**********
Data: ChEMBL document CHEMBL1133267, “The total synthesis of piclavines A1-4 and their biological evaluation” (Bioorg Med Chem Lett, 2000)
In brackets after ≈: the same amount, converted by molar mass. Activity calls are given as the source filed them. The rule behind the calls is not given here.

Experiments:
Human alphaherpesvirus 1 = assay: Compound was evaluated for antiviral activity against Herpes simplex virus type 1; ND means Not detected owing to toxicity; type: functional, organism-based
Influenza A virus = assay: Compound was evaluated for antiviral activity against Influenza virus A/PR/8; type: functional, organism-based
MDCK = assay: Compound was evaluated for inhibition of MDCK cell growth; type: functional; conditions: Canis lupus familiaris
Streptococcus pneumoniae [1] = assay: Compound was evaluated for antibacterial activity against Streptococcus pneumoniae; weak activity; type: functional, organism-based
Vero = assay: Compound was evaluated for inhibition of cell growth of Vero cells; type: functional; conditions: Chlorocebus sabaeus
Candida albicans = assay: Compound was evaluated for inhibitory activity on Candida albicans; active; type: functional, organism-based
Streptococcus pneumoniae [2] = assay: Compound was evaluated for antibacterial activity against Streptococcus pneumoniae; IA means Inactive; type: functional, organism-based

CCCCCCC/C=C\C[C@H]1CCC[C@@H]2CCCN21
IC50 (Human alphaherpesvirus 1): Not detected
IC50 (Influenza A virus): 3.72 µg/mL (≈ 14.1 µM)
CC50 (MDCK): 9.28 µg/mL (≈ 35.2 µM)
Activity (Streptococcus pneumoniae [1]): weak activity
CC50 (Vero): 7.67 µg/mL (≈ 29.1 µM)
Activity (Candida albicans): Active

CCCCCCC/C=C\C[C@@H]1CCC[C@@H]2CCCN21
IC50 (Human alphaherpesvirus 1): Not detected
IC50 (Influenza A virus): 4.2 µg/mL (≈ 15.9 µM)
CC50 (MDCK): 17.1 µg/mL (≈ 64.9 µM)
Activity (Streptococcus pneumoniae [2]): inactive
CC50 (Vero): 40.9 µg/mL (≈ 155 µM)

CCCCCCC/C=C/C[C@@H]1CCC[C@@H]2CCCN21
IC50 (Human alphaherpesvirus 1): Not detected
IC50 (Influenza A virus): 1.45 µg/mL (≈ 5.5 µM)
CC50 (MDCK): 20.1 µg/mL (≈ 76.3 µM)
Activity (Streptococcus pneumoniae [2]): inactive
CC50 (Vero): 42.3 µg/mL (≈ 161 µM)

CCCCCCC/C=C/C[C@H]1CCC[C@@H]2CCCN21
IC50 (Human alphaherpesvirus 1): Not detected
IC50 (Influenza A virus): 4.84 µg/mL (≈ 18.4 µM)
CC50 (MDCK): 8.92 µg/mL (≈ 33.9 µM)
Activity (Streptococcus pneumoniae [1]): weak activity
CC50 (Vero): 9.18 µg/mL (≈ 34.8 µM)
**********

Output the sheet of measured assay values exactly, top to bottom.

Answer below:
Data: ChEMBL document CHEMBL1133267, “The total synthesis of piclavines A1-4 and their biological evaluation” (Bioorg Med Chem Lett, 2000)
In brackets after ≈: the same amount, converted by molar mass. Activity calls are given as the source filed them. The rule behind the calls is not given here.

Experiments:
Human alphaherpesvirus 1 = assay: Compound was evaluated for antiviral activity against Herpes simplex virus type 1; ND means Not detected owing to toxicity; type: functional, organism-based
Influenza A virus = assay: Compound was evaluated for antiviral activity against Influenza virus A/PR/8; type: functional, organism-based
MDCK = assay: Compound was evaluated for inhibition of MDCK cell growth; type: functional; conditions: Canis lupus familiaris
Streptococcus pneumoniae [1] = assay: Compound was evaluated for antibacterial activity against Streptococcus pneumoniae; weak activity; type: functional, organism-based
Vero = assay: Compound was evaluated for inhibition of cell growth of Vero cells; type: functional; conditions: Chlorocebus sabaeus
Candida albicans = assay: Compound was evaluated for inhibitory activity on Candida albicans; active; type: functional, organism-based
Streptococcus pneumoniae [2] = assay: Compound was evaluated for antibacterial activity against Streptococcus pneumoniae; IA means Inactive; type: functional, organism-based

CCCCCCC/C=C\C[C@H]1CCC[C@@H]2CCCN21
IC50 (Human alphaherpesvirus 1): Not detected
IC50 (Influenza A virus): 3.72 µg/mL (≈ 14.1 µM)
CC50 (MDCK): 9.28 µg/mL (≈ 35.2 µM)
Activity (Streptococcus pneumoniae [1]): weak activity
CC50 (Vero): 7.67 µg/mL (≈ 29.1 µM)
Activity (Candida albicans): Active

CCCCCCC/C=C\C[C@@H]1CCC[C@@H]2CCCN21
IC50 (Human alphaherpesvirus 1): Not detected
IC50 (Influenza A virus): 4.2 µg/mL (≈ 15.9 µM)
CC50 (MDCK): 17.1 µg/mL (≈ 64.9 µM)
Activity (Streptococcus pneumoniae [2]): inactive
CC50 (Vero): 40.9 µg/mL (≈ 155 µM)

CCCCCCC/C=C/C[C@@H]1CCC[C@@H]2CCCN21
IC50 (Human alphaherpesvirus 1): Not detected
IC50 (Influenza A virus): 1.45 µg/mL (≈ 5.5 µM)
CC50 (MDCK): 20.1 µg/mL (≈ 76.3 µM)
Activity (Streptococcus pneumoniae [2]): inactive
CC50 (Vero): 42.3 µg/mL (≈ 161 µM)

CCCCCCC/C=C/C[C@H]1CCC[C@@H]2CCCN21
IC50 (Human alphaherpesvirus 1): Not detected
IC50 (Influenza A virus): 4.84 µg/mL (≈ 18.4 µM)
CC50 (MDCK): 8.92 µg/mL (≈ 33.9 µM)
Activity (Streptococcus pneumoniae [1]): weak activity
CC50 (Vero): 9.18 µg/mL (≈ 34.8 µM)